Natchez-Adams Day of Unity brings community together

Published 12:19 pm Tuesday, June 15, 2021

NATCHEZ — The Natchez Convention Center became like a church Monday as approximately 50 people — including public officials, citizens and clergy — sang and celebrated the Natchez-Adams Second Annual Day of Unity together.

The service was a spiritual and moving one.

Robbie Cade-Furdge and a choir of backup singers also swayed back and forth with the music as they sang the hymn “Stand.”

Xavian Lewis, a student at Alcorn State University and graduate of Natchez Early College Academy, led the “Star-Spangled Banner” and Alderwoman Sarah Carter-Smith sang three verses of “Amazing Grace” accompanied by Kejuan Hawkins on an electric piano.

Caroline Deason wiped away tears while she and her family accepted a key to the city from Natchez Mayor Dan Gibson on behalf of her late husband, the Rev. Kevin Deason of New Direction Outreach Ministries.

Deason, who died in November 2019 with cancer, was focused on bringing the Natchez community together, Gibson said.

“He was a champion in every way — a champion for the Lord, a champion for his family, a champion for cancer research, a champion for love, a champion for unity and a champion for truth,” Gibson said. “… He had a love for the people of Natchez and dedicated his life to see all of our people come together as one body to work together for a common good in our city.”

YZ Ealey joined Gibson for a dialogue about Natchez today and Natchez in the 1940s — when Ealey was growing up.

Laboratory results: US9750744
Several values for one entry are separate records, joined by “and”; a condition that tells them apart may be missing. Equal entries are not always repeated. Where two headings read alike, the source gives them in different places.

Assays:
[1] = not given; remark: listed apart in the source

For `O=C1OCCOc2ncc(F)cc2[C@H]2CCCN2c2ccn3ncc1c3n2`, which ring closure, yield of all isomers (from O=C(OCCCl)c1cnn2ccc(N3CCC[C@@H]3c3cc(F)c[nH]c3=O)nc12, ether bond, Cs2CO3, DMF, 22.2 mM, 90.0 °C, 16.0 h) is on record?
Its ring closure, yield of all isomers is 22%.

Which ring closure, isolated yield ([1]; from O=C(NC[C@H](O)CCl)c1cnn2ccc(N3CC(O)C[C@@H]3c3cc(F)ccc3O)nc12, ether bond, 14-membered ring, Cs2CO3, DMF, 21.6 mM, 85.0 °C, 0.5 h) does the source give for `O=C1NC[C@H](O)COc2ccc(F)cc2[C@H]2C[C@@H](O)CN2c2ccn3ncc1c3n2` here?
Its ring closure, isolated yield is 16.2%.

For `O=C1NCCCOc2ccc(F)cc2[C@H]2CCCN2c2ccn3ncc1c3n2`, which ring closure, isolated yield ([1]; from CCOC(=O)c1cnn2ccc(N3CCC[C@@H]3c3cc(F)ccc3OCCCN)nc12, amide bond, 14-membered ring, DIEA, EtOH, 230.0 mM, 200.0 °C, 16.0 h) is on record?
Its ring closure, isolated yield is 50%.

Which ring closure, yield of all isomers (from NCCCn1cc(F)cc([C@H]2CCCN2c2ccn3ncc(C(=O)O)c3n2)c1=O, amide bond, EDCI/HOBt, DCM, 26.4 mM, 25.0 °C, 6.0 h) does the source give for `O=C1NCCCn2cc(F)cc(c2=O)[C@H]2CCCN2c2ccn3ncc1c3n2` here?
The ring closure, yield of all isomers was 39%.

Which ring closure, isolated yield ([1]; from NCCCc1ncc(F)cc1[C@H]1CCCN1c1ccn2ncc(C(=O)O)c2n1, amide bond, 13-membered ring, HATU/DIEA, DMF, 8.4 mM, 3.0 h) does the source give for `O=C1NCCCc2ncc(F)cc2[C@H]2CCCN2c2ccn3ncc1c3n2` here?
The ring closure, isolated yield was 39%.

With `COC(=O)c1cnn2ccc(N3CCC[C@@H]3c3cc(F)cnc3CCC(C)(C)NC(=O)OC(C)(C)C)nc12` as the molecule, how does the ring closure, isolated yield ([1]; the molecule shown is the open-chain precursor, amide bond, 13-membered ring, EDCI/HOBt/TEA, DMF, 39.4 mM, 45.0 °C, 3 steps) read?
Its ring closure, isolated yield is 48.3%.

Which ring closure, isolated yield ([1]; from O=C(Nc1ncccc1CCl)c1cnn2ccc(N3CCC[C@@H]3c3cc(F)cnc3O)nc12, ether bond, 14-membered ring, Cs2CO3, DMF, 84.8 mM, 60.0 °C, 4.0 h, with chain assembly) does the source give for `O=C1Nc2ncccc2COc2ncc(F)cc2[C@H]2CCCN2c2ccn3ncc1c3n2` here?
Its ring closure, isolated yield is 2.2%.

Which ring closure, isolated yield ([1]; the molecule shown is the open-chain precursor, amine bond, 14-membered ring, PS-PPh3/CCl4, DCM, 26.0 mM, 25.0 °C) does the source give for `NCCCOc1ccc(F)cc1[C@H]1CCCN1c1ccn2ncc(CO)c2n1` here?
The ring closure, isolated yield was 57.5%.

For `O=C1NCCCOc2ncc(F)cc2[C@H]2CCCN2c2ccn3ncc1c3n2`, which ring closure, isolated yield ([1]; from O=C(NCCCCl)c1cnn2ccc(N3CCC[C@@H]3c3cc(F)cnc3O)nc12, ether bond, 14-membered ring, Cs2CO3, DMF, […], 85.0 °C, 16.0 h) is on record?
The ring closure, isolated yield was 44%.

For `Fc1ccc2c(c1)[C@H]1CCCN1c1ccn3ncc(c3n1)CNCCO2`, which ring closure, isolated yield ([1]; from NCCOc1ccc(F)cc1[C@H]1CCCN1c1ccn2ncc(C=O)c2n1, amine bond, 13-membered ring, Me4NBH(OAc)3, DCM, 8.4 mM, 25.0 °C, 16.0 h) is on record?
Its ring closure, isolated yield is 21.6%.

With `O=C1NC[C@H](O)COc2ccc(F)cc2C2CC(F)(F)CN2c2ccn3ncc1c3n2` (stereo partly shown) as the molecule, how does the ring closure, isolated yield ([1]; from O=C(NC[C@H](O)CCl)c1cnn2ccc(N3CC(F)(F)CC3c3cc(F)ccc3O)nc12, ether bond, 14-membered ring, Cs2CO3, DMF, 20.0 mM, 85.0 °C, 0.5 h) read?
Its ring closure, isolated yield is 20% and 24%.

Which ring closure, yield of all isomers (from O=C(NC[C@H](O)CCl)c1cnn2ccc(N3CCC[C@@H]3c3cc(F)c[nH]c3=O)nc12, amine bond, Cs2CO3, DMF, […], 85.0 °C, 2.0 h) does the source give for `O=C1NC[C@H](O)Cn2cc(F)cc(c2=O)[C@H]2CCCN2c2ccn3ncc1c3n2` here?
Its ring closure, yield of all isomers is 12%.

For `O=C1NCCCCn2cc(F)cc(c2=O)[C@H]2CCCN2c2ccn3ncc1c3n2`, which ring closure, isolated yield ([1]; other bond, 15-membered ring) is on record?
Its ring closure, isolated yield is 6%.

“I was born in 1937,” Ealey said. “It was hard for all Black people. The system was really bad and very unfair. … Most of the jobs were with sawmills and for women, more or less just domestic work. … Looking back, I would say the most opportunity there was for Black men and women were educators like school teachers due to the fact (schools were) segregated.”

Ealey said his life would have been a lot different if his mother had not taught him to “love and respect everyone, regardless of their race or color.” He said even though bad things happened in the past, he would not have found success if he had kept hate in his heart.

“A lot of people don’t even realize how far Black people have come and it was because of people like John Lewis and Martin Luther King Jr. and their followers. And guess what? They didn’t ever hate anybody. They didn’t fight a war with retaliation. All they preached was love and respect. Look at where we are today, with Black police officers. … That gives you an idea of how strong love is and how strong it is not to hate.”

The annual Day of Unity was established by Natchez and Adams County officials on Flag Day, June 14, 2020, in response to national unrest after the killing of George Floyd in Minneapolis by white police officers. Earlier on Monday, church bells rang throughout the city in celebration of the Day of Unity.

This year, the Day of Unity kicks off an entire week of events for the annual celebration of Juneteenth, which is a national holiday celebrating the emancipation of enslaved people.

The official day of Juneteenth is Saturday, June 19, which includes a day packed with fitness programs, games, food music and a parade on the Natchez Bluff. The celebration continues at 2 p.m. on Sunday at North Natchez Park and is free and open to the public.

For more information about the Natchez Juneteenth celebration, contact Jessica Hawkins at 601-445-7555 or email jhawkins@natchez.ms.us.